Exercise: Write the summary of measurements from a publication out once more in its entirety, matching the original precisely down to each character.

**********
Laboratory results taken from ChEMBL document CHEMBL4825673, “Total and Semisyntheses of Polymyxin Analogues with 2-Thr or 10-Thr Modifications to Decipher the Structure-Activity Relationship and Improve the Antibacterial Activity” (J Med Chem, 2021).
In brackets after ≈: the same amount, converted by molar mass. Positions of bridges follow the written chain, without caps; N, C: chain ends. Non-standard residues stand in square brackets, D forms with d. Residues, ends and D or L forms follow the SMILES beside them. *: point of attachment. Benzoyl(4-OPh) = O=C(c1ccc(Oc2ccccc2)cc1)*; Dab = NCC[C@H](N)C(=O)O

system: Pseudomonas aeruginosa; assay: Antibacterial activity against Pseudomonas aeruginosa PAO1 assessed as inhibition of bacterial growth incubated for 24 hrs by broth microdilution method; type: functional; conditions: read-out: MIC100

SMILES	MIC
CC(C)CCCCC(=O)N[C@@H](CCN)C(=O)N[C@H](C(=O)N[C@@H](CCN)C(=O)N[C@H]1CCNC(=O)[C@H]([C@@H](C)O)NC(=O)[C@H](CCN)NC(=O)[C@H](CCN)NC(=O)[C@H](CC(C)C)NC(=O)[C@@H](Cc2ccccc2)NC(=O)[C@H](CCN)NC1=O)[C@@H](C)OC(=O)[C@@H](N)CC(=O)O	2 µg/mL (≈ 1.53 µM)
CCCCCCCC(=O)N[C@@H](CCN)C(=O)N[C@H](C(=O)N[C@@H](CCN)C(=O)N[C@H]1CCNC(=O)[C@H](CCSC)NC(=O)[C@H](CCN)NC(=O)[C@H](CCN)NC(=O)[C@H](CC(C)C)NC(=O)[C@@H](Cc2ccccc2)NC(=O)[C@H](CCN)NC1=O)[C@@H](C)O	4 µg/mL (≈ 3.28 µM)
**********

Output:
Laboratory results taken from ChEMBL document CHEMBL4825673, “Total and Semisyntheses of Polymyxin Analogues with 2-Thr or 10-Thr Modifications to Decipher the Structure-Activity Relationship and Improve the Antibacterial Activity” (J Med Chem, 2021).
In brackets after ≈: the same amount, converted by molar mass. Positions of bridges follow the written chain, without caps; N, C: chain ends. Non-standard residues stand in square brackets, D forms with d. Residues, ends and D or L forms follow the SMILES beside them. *: point of attachment. Benzoyl(4-OPh) = O=C(c1ccc(Oc2ccccc2)cc1)*; Dab = NCC[C@H](N)C(=O)O

system: Pseudomonas aeruginosa; assay: Antibacterial activity against Pseudomonas aeruginosa PAO1 assessed as inhibition of bacterial growth incubated for 24 hrs by broth microdilution method; type: functional; conditions: read-out: MIC100

SMILES	MIC
CC(C)CCCCC(=O)N[C@@H](CCN)C(=O)N[C@H](C(=O)N[C@@H](CCN)C(=O)N[C@H]1CCNC(=O)[C@H]([C@@H](C)O)NC(=O)[C@H](CCN)NC(=O)[C@H](CCN)NC(=O)[C@H](CC(C)C)NC(=O)[C@@H](Cc2ccccc2)NC(=O)[C@H](CCN)NC1=O)[C@@H](C)OC(=O)[C@@H](N)CC(=O)O	2 µg/mL (≈ 1.53 µM)
CCCCCCCC(=O)N[C@@H](CCN)C(=O)N[C@H](C(=O)N[C@@H](CCN)C(=O)N[C@H]1CCNC(=O)[C@H](CCSC)NC(=O)[C@H](CCN)NC(=O)[C@H](CCN)NC(=O)[C@H](CC(C)C)NC(=O)[C@@H](Cc2ccccc2)NC(=O)[C@H](CCN)NC1=O)[C@@H](C)O	4 µg/mL (≈ 3.28 µM)